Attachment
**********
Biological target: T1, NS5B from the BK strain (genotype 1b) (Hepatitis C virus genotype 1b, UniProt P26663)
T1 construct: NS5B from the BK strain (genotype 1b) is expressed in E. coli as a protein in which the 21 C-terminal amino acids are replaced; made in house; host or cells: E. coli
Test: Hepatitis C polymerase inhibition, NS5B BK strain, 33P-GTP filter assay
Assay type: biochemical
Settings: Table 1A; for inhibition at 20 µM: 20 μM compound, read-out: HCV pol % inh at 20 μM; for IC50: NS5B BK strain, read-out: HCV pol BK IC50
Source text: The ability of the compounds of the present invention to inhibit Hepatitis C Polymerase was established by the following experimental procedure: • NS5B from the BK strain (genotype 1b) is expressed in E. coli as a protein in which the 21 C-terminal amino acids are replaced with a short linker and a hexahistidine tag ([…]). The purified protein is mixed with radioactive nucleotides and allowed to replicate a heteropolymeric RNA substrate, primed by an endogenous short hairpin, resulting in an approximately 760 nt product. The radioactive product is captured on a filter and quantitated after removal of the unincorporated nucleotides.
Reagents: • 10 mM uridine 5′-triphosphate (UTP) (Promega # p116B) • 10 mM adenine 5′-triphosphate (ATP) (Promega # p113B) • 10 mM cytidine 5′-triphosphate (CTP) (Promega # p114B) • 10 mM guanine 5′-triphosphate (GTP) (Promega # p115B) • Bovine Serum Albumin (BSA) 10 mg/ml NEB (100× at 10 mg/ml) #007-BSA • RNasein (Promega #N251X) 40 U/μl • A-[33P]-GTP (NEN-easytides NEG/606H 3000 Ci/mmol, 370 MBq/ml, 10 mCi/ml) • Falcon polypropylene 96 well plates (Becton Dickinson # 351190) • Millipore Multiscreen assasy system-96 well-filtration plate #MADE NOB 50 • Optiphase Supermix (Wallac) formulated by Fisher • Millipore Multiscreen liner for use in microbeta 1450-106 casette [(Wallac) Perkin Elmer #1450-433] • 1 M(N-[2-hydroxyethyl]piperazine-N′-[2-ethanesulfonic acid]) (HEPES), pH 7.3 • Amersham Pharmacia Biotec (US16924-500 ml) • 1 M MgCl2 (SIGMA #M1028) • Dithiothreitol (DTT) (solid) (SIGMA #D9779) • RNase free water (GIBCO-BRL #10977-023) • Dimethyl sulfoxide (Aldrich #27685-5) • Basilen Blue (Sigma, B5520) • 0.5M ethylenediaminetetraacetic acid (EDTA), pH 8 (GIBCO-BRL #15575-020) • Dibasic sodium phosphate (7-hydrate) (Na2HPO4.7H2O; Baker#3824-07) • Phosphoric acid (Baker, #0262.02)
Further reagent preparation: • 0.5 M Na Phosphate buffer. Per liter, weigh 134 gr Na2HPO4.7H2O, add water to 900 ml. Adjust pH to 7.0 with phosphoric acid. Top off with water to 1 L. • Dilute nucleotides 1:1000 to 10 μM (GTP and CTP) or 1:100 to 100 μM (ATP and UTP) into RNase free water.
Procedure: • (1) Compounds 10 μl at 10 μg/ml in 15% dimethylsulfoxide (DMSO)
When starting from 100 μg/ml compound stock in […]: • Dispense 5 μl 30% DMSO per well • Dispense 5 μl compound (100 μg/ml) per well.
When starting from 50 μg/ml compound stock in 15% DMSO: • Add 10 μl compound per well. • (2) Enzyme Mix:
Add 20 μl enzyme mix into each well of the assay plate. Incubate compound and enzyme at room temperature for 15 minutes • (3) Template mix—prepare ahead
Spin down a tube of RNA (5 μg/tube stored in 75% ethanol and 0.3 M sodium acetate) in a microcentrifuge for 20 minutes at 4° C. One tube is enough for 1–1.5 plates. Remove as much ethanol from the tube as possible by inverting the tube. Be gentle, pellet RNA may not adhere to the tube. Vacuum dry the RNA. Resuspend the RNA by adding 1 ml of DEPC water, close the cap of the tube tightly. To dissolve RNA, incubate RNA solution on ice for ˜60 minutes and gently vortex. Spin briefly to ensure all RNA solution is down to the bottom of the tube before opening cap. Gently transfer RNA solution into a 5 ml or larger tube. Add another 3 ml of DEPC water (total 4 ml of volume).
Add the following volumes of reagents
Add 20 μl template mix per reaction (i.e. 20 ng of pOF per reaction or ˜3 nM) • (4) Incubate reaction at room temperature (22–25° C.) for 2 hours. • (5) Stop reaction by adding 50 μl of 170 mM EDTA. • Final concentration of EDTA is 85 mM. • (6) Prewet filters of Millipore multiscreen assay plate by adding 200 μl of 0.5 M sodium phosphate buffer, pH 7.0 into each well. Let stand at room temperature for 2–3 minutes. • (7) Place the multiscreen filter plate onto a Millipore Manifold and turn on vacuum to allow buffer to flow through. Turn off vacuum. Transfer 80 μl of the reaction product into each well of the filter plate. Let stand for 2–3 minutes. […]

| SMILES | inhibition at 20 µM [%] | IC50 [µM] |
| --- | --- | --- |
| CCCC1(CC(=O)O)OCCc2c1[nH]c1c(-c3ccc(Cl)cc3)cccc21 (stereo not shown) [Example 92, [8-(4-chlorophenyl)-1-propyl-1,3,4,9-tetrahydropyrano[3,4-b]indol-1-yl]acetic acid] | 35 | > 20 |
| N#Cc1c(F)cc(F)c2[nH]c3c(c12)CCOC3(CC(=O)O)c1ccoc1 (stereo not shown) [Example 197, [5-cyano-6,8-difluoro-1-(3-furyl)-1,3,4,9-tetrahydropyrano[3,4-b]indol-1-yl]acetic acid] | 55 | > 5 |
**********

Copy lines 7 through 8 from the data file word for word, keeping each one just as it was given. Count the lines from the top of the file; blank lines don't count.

Reagents: • 10 mM uridine 5′-triphosphate (UTP) (Promega # p116B) • 10 mM adenine 5′-triphosphate (ATP) (Promega # p113B) • 10 mM cytidine 5′-triphosphate (CTP) (Promega # p114B) • 10 mM guanine 5′-triphosphate (GTP) (Promega # p115B) • Bovine Serum Albumin (BSA) 10 mg/ml NEB (100× at 10 mg/ml) #007-BSA • RNasein (Promega #N251X) 40 U/μl • A-[33P]-GTP (NEN-easytides NEG/606H 3000 Ci/mmol, 370 MBq/ml, 10 mCi/ml) • Falcon polypropylene 96 well plates (Becton Dickinson # 351190) • Millipore Multiscreen assasy system-96 well-filtration plate #MADE NOB 50 • Optiphase Supermix (Wallac) formulated by Fisher • Millipore Multiscreen liner for use in microbeta 1450-106 casette [(Wallac) Perkin Elmer #1450-433] • 1 M(N-[2-hydroxyethyl]piperazine-N′-[2-ethanesulfonic acid]) (HEPES), pH 7.3 • Amersham Pharmacia Biotec (US16924-500 ml) • 1 M MgCl2 (SIGMA #M1028) • Dithiothreitol (DTT) (solid) (SIGMA #D9779) • RNase free water (GIBCO-BRL #10977-023) • Dimethyl sulfoxide (Aldrich #27685-5) • Basilen Blue (Sigma, B5520) • 0.5M ethylenediaminetetraacetic acid (EDTA), pH 8 (GIBCO-BRL #15575-020) • Dibasic sodium phosphate (7-hydrate) (Na2HPO4.7H2O; Baker#3824-07) • Phosphoric acid (Baker, #0262.02)
Further reagent preparation: • 0.5 M Na Phosphate buffer. Per liter, weigh 134 gr Na2HPO4.7H2O, add water to 900 ml. Adjust pH to 7.0 with phosphoric acid. Top off with water to 1 L. • Dilute nucleotides 1:1000 to 10 μM (GTP and CTP) or 1:100 to 100 μM (ATP and UTP) into RNase free water.